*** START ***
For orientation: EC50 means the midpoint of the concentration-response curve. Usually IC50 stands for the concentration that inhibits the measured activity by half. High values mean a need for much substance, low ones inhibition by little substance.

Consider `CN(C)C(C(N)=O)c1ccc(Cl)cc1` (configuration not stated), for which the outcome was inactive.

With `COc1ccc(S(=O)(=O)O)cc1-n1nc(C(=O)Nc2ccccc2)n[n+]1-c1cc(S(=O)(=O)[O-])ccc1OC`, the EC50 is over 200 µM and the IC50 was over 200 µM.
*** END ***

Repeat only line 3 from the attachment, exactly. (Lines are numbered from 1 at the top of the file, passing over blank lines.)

With `COc1ccc(S(=O)(=O)O)cc1-n1nc(C(=O)Nc2ccccc2)n[n+]1-c1cc(S(=O)(=O)[O-])ccc1OC`, the EC50 is over 200 µM and the IC50 was over 200 µM.